Ayesha Azeem ‘23
In women, breast cancer is universally seen as the most common cancer, with diet being one of the most important factors in causing the condition. Coffee is one of the most popular drinks available in the world and, in Hong Kong, a recent fan-favorite. From 2010 to 2018, coffee revenue skyrocketed from 119 million USD to 279 million USD. With the obvious influence of dietary habits on breast cancers, researchers sought out to investigate whether coffee could feasibly lead to breast cancer. Though coffee was classified as possibly carcinogenic in 1991 by the World Health Organization, evidence remains controversial. It is important to consider, however, that Western and Asian countries consume coffee contrastingly. While studies conducted in the West involved drinking more than 4 cups of coffee every day, in Asian countries, the high level of coffee participants drank was greater than or equal to 1 cup per day. Chinese researchers Priscilla Ming Yi Lee and Wing Cheong Chan led a case-control study where they examined Hong Kong Chinese Women and the association between coffee and breast cancer risks.
Participants selected to partake in the hospital-based study included 1,156 newly-diagnosed breast cancer patients and 1,013 controls. The breast cancer cases were predominantly older, overweight and had a family history of cancer compared to the controls. About 20.7% and 17.7% of the cases and the controls were customary coffee drinkers, respectively. Researchers experimented with both instant coffee and brewed coffee to find an association with breast cancer exposure. While there was no significant association demonstrated between habitual coffee drinking or the number of cups of coffee and breast cancer risk, there is a positive correlation between instant coffee consumption and the risk of breast cancer, especially among premenopausal women. This may be because instant coffees often contain less caffeine and more additives, including creamers, sugars, and hydrogenated and trans-saturated fats that may increase breast cancer risks. Additionally, instant coffee consumers tend to have lower levels of high density lipoprotein (HDL) cholesterol, associated with increased levels of estradiol concentrations (a form of estrogen) in a recent study conducted in Troms, Norway. HDL is considered the “good” cholesterol because it transports the toxic forms of cholesterol to the liver where it can be broken down and removed from the body. Because HDL is beneficial to our health, low levels can be dangerous and may lead to excess levels of toxic cholesterol in the bloodstream and possibly an increased risk of breast cancer.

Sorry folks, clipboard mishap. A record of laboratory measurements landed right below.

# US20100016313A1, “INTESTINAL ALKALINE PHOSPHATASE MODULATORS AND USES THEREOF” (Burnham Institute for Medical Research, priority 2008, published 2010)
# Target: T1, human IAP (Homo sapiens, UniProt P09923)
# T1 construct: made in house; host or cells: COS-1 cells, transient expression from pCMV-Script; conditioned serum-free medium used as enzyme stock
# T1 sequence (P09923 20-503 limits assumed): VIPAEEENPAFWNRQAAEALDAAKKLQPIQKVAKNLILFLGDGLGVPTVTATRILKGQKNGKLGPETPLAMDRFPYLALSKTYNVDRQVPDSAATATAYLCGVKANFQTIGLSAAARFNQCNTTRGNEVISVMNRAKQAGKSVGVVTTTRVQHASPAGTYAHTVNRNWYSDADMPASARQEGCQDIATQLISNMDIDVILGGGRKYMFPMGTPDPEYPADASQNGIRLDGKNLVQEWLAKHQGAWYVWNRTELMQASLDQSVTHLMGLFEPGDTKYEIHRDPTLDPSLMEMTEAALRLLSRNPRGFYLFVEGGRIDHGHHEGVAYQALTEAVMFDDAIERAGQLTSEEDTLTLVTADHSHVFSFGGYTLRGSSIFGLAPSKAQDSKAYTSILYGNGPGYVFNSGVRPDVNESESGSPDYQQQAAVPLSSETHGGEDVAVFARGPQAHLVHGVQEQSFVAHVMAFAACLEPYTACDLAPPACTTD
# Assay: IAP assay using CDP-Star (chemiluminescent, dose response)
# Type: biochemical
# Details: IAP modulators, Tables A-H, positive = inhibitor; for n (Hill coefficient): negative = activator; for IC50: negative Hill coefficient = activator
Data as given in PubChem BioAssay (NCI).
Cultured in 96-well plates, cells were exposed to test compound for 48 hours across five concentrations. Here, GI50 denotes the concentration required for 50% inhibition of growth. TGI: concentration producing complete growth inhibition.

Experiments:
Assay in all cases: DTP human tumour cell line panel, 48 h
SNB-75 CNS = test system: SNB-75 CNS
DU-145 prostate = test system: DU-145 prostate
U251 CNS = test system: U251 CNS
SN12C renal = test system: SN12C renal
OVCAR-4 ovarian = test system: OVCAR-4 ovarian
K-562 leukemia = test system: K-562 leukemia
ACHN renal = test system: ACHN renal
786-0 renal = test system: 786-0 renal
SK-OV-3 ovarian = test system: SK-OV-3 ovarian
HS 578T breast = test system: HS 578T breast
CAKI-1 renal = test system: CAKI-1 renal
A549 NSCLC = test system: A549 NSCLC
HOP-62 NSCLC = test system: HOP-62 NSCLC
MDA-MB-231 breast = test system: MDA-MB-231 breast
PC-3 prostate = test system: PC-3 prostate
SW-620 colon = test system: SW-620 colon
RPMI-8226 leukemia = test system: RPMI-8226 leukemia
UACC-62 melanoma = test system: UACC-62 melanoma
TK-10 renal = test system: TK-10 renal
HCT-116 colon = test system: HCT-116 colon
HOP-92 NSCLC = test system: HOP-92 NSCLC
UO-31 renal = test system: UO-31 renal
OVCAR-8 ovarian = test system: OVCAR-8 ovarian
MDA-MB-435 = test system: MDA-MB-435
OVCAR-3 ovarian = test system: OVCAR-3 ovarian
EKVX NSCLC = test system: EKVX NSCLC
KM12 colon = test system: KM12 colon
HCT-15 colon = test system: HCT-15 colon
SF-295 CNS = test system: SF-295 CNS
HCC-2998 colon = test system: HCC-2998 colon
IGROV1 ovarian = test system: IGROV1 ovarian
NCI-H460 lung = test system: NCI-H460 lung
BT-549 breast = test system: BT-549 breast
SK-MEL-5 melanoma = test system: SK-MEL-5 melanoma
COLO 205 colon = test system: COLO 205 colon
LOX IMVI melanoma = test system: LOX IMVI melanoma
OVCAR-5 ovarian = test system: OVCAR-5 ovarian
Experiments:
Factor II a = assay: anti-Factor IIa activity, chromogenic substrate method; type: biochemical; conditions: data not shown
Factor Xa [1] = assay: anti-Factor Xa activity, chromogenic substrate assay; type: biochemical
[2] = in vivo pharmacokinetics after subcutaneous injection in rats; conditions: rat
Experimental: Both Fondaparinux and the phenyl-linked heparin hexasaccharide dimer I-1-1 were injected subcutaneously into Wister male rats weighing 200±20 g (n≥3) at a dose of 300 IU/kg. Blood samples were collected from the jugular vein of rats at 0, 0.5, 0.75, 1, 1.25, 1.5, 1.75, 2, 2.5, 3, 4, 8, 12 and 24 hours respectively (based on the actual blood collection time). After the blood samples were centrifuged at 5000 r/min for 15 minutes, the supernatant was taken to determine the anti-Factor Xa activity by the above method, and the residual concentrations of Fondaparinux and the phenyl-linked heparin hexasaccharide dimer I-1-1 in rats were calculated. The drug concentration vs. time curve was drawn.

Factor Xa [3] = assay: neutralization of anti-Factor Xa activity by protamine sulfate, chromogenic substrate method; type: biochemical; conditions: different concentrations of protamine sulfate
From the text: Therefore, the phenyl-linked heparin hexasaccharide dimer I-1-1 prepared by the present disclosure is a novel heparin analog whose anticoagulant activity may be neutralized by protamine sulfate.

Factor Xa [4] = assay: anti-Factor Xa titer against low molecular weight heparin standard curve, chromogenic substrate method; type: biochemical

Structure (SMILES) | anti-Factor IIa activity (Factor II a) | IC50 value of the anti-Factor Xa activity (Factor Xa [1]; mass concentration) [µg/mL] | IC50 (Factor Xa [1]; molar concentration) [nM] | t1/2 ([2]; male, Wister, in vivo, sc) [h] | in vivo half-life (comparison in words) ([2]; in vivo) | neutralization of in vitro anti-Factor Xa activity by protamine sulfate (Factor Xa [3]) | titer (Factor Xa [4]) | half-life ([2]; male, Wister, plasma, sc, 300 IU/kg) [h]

Surprisingly, Lee and Chan discovered that the duration and number of cups of brewed coffee drunk had a negative association with breast cancer risk among Hong Kong Chinese women. Specifically, women who drank more than one cup of brewed coffee per day for more than ten years were inversely associated with a 60% risk of breast cancer. This phenomenon may be related to the fact that a high level of caffeine intake can lower estrogen levels, and higher estrogen levels may lead to a substantial increase in the risk of breast cancer.
In conclusion, Lee and Chan’s study revealed that in Hong Kong, breast cancer in women was inversely associated with brewed coffee consumption but positively correlated with instant coffee intake. Other types of coffee products should be further studied to completely assess the role of coffee products in breast cancer risk. Further, it should be noted that the results of this study may not apply to women living in Western countries, as coffee consumption is variable across the world, and different products may be available in different parts of the world that can be more or less associated to breast cancer risks.
- P. Lee, et al., Associations between coffee products and breast cancer risk: a case-control study in Hong Kong Chinese women. Scientific Reports, (2019). doi: 10.1038/s41598-019-49205-x
- Image retrieved from: https://www.pexels.com/photo/aroma-aromatic-art-artistic-434213/
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Why ‘coffeeholic’ isn’t in Cambridge Dictionary?